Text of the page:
I had a PDA (palm and a color HP IPAQ to be exact) in the early days of the devices in highschool. I’ve vary honestly asked teachers, “How do you test students when everyone in the world has google in there pocket”

The only responce that teachers like to give is, “you might not have it.” Or “What if all computers stoped working”. To be totly honest, the amount of computing power in my pocket is skyrocketing.

So my question to schools is, how will you adapt to all kids having google in there pocket? Banning google is really not a good way to teach students about the real world.

giafly says:

Please RTFA

It doesn’t include all portable gadgets, only beepers and cellphones, and there’s a medical exemption…

“The prohibition against beepers and cellular telephones contained in subsection (a) shall not apply in the following cases, provided that the school authorities approve of the presence of the beeper or cellular telephone in each case:

(1) A student who is a member of a volunteer fire company, ambulance or rescue squad.

(2) A student who has a need for a beeper or cellular telephone due to the medical condition of an immediate family member.”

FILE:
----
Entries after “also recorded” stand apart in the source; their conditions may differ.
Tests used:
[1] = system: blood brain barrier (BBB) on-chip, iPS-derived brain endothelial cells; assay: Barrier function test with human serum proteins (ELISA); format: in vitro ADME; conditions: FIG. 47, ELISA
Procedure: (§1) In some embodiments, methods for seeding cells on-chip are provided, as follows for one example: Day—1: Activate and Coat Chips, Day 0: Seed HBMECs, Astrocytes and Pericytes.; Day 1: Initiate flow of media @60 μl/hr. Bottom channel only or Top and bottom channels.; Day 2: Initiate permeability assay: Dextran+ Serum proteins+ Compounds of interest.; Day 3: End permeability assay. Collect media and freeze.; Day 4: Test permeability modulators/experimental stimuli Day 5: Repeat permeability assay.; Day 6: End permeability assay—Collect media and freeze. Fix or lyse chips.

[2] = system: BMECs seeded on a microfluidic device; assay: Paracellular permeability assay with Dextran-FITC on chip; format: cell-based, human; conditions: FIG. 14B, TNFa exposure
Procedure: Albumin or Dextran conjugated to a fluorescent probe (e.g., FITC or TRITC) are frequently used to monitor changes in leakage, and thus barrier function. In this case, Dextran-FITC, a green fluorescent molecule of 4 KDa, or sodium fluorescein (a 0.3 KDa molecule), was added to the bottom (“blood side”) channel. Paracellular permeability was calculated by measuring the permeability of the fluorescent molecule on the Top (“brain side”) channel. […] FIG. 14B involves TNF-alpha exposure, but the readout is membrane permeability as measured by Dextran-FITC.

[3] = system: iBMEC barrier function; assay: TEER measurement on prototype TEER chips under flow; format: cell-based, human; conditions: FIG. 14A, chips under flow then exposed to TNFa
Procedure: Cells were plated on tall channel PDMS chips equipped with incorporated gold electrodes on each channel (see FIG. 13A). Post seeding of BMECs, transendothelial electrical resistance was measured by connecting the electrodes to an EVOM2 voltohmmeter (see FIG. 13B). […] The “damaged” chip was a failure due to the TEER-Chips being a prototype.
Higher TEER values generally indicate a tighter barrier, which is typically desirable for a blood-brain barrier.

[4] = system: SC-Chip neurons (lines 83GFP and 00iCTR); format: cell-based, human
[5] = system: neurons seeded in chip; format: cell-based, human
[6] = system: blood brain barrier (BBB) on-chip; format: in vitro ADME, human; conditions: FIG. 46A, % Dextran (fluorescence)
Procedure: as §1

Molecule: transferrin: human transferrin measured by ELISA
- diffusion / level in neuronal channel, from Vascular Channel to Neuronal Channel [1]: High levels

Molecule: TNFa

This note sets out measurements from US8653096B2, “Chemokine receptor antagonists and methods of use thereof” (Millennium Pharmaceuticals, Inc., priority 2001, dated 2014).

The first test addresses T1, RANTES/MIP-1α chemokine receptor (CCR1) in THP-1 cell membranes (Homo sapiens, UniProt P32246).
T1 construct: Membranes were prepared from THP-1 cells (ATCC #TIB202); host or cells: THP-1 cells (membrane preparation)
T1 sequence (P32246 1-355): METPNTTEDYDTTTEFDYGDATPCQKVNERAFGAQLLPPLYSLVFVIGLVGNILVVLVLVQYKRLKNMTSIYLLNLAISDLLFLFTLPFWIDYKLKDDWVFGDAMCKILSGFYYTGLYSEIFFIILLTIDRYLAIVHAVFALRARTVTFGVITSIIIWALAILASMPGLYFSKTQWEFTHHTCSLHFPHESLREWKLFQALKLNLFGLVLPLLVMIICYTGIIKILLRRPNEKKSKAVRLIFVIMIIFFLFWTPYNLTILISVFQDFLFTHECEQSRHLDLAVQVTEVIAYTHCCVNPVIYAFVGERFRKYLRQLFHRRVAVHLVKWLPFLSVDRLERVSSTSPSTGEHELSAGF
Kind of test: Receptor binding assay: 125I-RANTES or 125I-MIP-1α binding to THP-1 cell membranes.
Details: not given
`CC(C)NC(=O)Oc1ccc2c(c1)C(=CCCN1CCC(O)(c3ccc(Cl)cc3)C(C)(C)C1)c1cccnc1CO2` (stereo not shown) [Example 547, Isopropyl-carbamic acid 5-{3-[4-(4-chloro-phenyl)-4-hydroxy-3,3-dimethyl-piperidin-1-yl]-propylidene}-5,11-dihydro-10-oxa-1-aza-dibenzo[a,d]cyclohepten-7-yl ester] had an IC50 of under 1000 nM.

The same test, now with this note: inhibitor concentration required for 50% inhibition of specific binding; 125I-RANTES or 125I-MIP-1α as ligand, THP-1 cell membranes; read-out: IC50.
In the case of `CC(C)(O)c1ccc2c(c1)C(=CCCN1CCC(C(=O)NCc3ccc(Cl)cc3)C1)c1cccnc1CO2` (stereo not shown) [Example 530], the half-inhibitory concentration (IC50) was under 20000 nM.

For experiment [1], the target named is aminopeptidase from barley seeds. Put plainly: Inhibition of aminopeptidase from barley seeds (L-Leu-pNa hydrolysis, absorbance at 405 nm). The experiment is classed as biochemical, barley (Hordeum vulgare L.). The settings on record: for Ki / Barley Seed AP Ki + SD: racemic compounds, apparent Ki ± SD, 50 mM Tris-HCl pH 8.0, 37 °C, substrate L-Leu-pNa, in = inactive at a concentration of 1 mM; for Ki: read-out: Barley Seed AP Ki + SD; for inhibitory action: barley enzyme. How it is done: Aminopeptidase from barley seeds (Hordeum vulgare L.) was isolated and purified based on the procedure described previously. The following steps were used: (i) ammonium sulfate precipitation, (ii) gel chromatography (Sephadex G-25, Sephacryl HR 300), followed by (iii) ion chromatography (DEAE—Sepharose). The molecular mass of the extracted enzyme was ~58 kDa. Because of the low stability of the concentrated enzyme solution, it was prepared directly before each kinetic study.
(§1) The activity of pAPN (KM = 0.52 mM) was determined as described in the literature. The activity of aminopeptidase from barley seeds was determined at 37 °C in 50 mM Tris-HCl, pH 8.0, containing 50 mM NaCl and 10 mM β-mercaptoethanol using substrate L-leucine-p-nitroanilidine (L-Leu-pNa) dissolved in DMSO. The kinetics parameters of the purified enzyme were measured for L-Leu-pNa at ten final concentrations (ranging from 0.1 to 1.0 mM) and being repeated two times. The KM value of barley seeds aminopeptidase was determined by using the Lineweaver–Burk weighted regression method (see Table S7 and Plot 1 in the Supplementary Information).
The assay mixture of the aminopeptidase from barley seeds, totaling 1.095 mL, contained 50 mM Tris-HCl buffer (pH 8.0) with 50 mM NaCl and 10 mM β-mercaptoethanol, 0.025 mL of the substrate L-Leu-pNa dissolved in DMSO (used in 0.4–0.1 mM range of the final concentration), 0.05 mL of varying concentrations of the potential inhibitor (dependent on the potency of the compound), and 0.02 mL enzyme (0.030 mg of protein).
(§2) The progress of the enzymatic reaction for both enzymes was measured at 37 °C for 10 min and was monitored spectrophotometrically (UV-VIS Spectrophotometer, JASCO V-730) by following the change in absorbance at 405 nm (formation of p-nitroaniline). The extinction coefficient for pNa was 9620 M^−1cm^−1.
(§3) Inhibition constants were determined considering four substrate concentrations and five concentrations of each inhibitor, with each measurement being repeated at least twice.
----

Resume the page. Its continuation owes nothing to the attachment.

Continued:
Josh says:

Re: Please RTFA


It doesn’t include all portable gadgets, but it’s more than just beepers and cellphones.
“portable electronic devices that record or play audio or video material” are prohibited.
That could include cell phones, cameras, ebook readers, laptops, ipods, etc.
There’s even code to make TI calculators play music or video – are they also prohibited?

Other commenters mentioned that they’ve used medical devices which play songs/sounds as notifications, which is arguably playing ‘audio material’.
The medical exemption only applies to phones/pagers due to a family member’s medical condition, so medical devices used by the student would not be exempted by (2).

Anonymous Coward says:

Bass-ackwards state

I’ve come to expect such brilliant legislation from the state where a school district tried to have “Intelligent Design” taught in a science class, instead of philosophy and/or religion, where it belongs.

Recently, someone I know (from PA) found he couldn’t buy certain wines from out of state, because the winery can’t ship wine to PA, due to their archaic “blue laws”.

You’d never guess that the midwest starts so far East…

harls says:

off on a tangent, but...

Is it me or does it seem that too much effort is put towards punishing the kids in school? The point is, I view many private schools to have much higher academic standards and the kids their seem to have much higher school pride. However, I see public schools as being much more institutionalized and focused more on keeping the students “in line” just long enough for them to graduate or flunk out. Granted, this is my own opinion, but if you talked to some private/public high school students I don’t think it would be too far off.